Site menu:

Site search

Get Updates

Enter your email address to hear about new posts. (You can view my privacy policy here.)


RSS Recent Posts

Archives (month)


The Hutton Contribution

I had always thought that employee contributions into a pension scheme were a mistaken idea. Should I be re-thinking that in the light of Hutton’s report out today? Or should Lord Hutton?

Back in the heyday, when defined benefit pension schemes were all the rage (rather than attracting all the rage), the conventional justification for making employees contribute to a pension scheme was to secure their interest. Scheme designers were desperate for employees to have some sense of engagement. This was the 1960s and 1970s: the idea of pensions in the news headlines or employees striking over benefit levels seemed unthinkable (although some in the industry may have been hoping …).

The downside to this, as I saw it, was that making employees contribute to a scheme gave them much more than a sense of engagement. It encouraged the notion that they had “paid for” their pension and deserved as much out of it as anyone who had paid in the same amount. The fact that the employer had almost invariably paid in far more than the employees – more than twice as much was not unusual – weighed very little in an argument based on entitlement driven by the employees’ own payments.

Faced with public sector pension costs at the current level, it is not surprising that Hutton considers extra contributions from employees as one possible solution. Reducing benefits and delaying retirement dates are other options under his consideration. A combination of all three is more than likely as the final outcome.

My suggestion? The government should set a level of benefit that it is prepared to pay for without any contributions from employees – with additional voluntary top-ups entirely at the employee’s expense, if the employee so chooses.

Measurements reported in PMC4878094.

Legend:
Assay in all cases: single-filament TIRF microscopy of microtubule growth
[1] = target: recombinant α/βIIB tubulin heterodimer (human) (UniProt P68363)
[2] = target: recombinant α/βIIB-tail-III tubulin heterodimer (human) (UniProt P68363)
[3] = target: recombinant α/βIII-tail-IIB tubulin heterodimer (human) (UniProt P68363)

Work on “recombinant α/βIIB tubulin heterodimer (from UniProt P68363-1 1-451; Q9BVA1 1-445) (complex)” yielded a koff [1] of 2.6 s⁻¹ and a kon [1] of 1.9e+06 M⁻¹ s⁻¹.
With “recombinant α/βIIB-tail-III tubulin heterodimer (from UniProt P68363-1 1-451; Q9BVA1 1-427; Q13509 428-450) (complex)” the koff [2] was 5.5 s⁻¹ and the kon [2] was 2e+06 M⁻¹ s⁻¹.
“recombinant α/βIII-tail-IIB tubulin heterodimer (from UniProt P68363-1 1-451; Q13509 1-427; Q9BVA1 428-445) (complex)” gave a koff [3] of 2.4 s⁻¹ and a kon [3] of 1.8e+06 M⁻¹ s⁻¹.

See also:  Game, Stress & Match

In an age when transparency is expected from financial products, I see little chance of an enduring settlement if we don’t separate out the benefits bought by the employees’ contributions from those paid for by the employer.

And that goes for the private sector too.

Sign up for updates by Email, Twitter or RSS Feed.

Related articles on this website
Tax avoidance has become a hot topic. The Times newspaper has recently unmasked a scheme in which income tax is avoided by the ludicrously simple means of saying the salary ...
Read the complete article
We all know that Harry Redknapp is innocent of tax evasion. A jury has decided that unanimously. But readers of The Times newspaper may have been a little surprised by the ...
Read the complete article
Lindsay Tomlinson is calling for a summit to change the way pension costs are calculated in company accounts. As chairman of the National Association of Pension Funds, Tomlinson would say ...
Read the complete article
I think the three words at the end of the following sentence must be the most chilling – and the most heart-warming – I have ever read from an accounting ...
Read the complete article
Financial accounts are supposed to enable readers to understand the financial position of the entity under review. But, yesterday, the National Association of Pension Funds published a report attacking the ...
Read the complete article
Regular readers of this blog must be sick to death by now of me repeating how much damage accounting standards are doing to pension schemes (here, here, here and, even ...
Read the complete article
… to be giving a presentation whilst the audience is tweeting their comments onto a screen behind your head. Perhaps that’s going to be the way of the future. For me, ...
Read the complete article
The European courts have been causing controversy (again). Judgements handed down in Brussels and Strasbourg have left conservatives (small “c”) aghast and Liberals (big and small “L”) defending the rights-based ...
Read the complete article
You mean we’re NOT supposed to avoid tax?
Redknapp admits his guilt?
Time to start thinking again, I think
Accountants becoming effective?
Shoot the messenger!
Accountants in a tangle with Webb
It’s very disconcerting …
What equal pay teaches us about the Human Rights Act